To those of you who are scaling Mount NaNoWriMo, I salute you at your three-quarter mark, where the oxygen may be getting thin. Breathe deep! Stay hydrated! Dip into your trail mix! And here, again, is the link for Kitty’s support-and-encouragement forum: http://nanowrimo.org/forums/writing-groups-and-clubs/threads/260467. I’ve been lurking now and then.
On August 18, 2015, Li’l Ol’ Me wrote, Does anyone have some motivation tips? I get anywhere from 20-60 pages into a story/novel and I just give up after one too many bad scenes. My writing also always seems so, to quote your editor, Gail, “flat.” Same sentence structure, simply awful adjectives and boring characters. Help!
In Writing Magic, I talk a lot about the negative voice that afflicts many of us when we write or do anything creative. In the book, I recommend telling that voice to Shut up! And, nine years after publication, I haven’t changed my mind. Self-criticism is a potion that kills motivation. I’ve written this many times here, but it always bears repeating: we mustn’t sabotage ourselves.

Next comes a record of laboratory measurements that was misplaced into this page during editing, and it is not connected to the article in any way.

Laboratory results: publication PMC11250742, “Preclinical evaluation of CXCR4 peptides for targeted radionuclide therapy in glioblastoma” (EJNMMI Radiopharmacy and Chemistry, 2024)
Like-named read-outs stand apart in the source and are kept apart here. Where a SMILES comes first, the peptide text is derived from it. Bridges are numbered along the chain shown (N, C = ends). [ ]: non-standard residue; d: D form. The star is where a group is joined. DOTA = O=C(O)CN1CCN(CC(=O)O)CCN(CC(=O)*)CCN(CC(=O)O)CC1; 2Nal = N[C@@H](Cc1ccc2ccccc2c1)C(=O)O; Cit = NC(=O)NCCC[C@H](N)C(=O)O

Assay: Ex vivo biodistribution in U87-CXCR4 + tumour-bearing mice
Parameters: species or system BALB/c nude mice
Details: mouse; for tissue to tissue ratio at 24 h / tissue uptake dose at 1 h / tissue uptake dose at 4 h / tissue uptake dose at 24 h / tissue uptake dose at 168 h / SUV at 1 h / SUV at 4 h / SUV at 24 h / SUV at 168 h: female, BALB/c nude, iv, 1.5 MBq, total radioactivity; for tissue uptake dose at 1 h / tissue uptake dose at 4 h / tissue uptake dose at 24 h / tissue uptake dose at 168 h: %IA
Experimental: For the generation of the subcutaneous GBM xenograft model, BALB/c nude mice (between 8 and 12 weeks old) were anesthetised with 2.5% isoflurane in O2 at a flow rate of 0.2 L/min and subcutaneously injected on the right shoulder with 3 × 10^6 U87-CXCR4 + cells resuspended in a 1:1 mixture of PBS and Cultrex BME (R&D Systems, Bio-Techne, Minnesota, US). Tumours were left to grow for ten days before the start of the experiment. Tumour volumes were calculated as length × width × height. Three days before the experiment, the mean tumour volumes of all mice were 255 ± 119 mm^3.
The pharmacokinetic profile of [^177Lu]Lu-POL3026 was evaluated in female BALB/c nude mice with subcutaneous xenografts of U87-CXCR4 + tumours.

The negative voice masquerades as valuable. How can we improve if we can’t tell whether our work is good or bad?
But the truth is that we will improve if we keep writing. That’s all that’s necessary. It’s just like learning a physical skill. Suppose I want to throw a ball farther for Reggie to chase. I throw and throw. My arm starts to figure things out, and I improve. If I’m dissatisfied, it doesn’t help to call myself a ninety pound weakling (I’m very tiny), but it may help to look online for advice on throwing and to watch videos of, say, pitchers. If I can afford to, I can hire a coach, and I wager she will not say, “Gee, you stink at this. How pathetic.”